Garba Raas in Champaign Urbana

Every year during the period of Navratri, the Indian Association at Urbana Champaign brings the festive vibe with Garba Raas and pooja. Garba is a form of dance that originated in the state of Gujarat, India.

Dancers performing Garba in Gujarat

Dancers performing Garba in Gujarat

It is usually performed for nine nights of Navratri around a centrally lit lamp or a picture or statue of goddess Durga, the feminine form of Divinity. Garba comes from the Sanskrit word Garbha that translates as womb, signifying ‘Source of Life’. Revolving dancers in concentric cycles represent the cycles of life, death, and rebirth with the only thing constant as the goddess, who represents the source of life.

The modern form of Garba is called Dandiya Raas which is traditionally performed by men using a pair of wooden sticks. Nowadays, Garba and Dandiya are merged together, creating a high energy dance form. The origin of the dance is traced back to the legendary myth of the fight between Goddess Durga and mighty demon king Mahishasura—the dance is an homage to their mythical fight. The dance sticks represent the sword and the dance form honors Durga’s victory over the demon.

Men, women and children wear traditional dresses with colorful embroidery and mirrors and dance to the music of the dhol, a type of double-headed drum, and Gujarati folk songs. The women and girls wear chaniya choli, a three piece dress with a colorful embroidered blouse decorated with mirrors, shells, beads and stars, a flared skirt and a long scarf wrapped around in the traditional way. They also adorn themselves with beautiful jewelry. Men wear a top called a kedia and pants known at pyjama, or a dhoti with an oxidized bracelet and a necklace.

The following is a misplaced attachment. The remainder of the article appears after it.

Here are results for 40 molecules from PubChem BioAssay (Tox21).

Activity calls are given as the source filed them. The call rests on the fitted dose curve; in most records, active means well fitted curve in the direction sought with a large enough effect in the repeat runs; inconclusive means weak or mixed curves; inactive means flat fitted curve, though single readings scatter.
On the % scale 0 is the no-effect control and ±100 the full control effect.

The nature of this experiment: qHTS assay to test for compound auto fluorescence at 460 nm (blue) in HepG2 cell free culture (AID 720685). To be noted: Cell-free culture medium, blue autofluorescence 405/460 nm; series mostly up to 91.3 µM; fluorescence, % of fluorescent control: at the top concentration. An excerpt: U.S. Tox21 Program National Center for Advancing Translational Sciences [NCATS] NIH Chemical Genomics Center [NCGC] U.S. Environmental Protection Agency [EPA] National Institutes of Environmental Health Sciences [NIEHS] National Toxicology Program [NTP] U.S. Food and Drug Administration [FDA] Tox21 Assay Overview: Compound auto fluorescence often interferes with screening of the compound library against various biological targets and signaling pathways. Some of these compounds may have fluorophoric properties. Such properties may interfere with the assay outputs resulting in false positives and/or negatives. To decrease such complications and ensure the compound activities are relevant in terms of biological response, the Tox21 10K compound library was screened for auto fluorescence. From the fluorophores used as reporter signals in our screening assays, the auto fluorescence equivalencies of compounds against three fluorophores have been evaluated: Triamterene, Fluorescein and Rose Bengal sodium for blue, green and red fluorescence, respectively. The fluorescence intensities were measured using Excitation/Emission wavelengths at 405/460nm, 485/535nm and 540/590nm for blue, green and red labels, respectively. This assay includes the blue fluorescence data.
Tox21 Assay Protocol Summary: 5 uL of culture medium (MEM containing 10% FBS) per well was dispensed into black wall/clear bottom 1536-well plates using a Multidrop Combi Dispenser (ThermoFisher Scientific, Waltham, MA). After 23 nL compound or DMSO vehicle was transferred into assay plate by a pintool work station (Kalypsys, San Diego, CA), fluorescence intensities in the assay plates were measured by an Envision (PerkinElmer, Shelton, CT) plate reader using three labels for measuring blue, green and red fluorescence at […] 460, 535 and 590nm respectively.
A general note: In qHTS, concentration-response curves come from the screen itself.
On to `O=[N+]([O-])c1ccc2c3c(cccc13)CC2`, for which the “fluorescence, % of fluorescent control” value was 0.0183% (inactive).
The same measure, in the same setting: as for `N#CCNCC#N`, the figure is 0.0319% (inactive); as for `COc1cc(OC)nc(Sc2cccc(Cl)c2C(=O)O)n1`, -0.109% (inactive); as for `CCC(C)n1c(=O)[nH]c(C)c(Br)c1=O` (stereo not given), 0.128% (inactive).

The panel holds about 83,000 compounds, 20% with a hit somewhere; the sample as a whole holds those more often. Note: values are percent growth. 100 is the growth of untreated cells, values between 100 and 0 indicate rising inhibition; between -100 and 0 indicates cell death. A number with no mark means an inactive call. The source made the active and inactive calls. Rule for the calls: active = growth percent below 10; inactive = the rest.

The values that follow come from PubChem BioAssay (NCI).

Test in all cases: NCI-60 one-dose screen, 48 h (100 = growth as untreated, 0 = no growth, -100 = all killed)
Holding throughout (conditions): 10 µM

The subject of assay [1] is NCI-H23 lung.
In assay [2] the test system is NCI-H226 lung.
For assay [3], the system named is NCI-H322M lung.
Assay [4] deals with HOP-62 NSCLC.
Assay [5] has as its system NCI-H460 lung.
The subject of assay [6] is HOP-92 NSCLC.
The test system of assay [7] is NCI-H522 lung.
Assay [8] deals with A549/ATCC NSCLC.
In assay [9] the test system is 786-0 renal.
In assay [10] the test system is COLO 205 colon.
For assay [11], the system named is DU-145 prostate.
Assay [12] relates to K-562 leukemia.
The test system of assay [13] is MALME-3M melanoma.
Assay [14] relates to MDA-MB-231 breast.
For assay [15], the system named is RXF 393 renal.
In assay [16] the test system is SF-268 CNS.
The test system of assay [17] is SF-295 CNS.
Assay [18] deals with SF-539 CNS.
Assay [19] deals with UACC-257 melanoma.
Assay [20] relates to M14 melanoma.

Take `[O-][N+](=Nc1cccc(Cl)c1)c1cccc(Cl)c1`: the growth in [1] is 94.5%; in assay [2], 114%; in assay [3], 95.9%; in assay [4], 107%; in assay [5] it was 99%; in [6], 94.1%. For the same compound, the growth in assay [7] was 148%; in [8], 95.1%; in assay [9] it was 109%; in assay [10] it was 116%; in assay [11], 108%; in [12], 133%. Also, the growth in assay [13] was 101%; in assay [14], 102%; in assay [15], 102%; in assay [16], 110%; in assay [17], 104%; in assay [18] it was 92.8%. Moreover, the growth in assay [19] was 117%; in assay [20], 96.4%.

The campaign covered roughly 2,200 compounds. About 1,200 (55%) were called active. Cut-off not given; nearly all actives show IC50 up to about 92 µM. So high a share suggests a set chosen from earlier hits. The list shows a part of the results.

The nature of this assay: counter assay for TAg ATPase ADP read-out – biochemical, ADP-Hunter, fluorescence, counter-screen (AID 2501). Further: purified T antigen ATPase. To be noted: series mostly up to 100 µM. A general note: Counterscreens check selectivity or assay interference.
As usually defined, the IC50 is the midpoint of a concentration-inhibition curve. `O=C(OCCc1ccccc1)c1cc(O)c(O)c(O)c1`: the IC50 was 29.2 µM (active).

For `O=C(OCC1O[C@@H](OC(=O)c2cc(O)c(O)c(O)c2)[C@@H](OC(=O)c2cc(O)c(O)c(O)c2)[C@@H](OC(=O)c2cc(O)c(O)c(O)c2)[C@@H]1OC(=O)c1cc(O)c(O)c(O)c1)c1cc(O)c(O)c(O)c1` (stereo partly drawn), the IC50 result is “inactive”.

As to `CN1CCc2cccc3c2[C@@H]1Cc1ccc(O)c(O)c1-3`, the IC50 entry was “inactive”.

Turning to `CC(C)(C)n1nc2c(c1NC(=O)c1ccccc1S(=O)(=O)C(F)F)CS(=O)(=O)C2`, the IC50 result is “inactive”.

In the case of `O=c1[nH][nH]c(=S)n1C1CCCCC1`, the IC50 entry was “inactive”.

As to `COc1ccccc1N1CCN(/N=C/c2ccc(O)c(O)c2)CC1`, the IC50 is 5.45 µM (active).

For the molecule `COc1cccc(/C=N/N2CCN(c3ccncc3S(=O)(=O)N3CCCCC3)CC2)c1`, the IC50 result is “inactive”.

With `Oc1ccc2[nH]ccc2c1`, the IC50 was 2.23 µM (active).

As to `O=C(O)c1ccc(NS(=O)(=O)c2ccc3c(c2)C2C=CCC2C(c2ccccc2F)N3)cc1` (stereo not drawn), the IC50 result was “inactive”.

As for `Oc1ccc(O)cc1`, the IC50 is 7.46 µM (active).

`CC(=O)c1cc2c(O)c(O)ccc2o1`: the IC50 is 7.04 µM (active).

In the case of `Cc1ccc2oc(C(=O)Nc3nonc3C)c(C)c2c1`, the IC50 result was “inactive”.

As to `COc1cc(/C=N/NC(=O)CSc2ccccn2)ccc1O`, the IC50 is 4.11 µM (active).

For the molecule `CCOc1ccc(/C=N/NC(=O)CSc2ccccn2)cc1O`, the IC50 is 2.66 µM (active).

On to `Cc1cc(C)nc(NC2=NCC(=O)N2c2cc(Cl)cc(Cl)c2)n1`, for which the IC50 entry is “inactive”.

The Indian Association of Urbana Champaign strives to provide a common identity for the local Indian community and facilitate cultural, social and educational services and opportunities for cultural integration for people of all ages. They also foster those activities that enhance mutual understanding and appreciation between the Indo-American community and the mainstream American community. They organize Garba and Dandiya Raas usually on the second weekend of Navratri. This year, it was at ‘Brookens Center Urbana Park District’ on Sep 22nd and 29th, Friday and Saturday. I was delighted to be part of the celebration this year. The event began with the opening prayer to Goddess Durga which included lighting the lamp and singing religious songs. The dancers began gathering around the statue of the goddess in concentric circles and started dancing to the Gujarati folk music played by the DJ. There were men, women, children and elderly people, all decked out in beautiful colors. With the soft beats, people started matching each other rhythms and following a pattern. It was amazing to see how they could sync with each other’s movements in an orderly way and generate a beautiful dynamic form.

Dancers forming a circle around the idol. People of all ages participated in the event.

Dancers forming a circle around the idol. People of all ages participated in the event.

 

Traditional Attire

Traditional Attire

Everyone was enjoying the dance form and participated with full spirit. Often women lead the men in the dance. They would clap their hands, step forward and backward, swirl around and move ahead repeating the pattern. Even the elderly were dancing passionately! Apart from the Indian families in attendance, there were a lot of U of I students that excitedly participated in Garba Raas. A lot of those students weren’t part of the Gujarati community, but had come to celebrate the auspicious time of Navratri and to experience the pleasure of this traditional dance form. Experts in Garba including both students and adults, were there to teach to the rhythms of Garba to the uninitiated. Even the newbies were merged into the circles and helped them grow larger and larger. I was keen on learning these fascinating dance steps and was guided well by friends who were skilled at it. Soon I could swing like other dancers and became a part of the concentric formations of dance.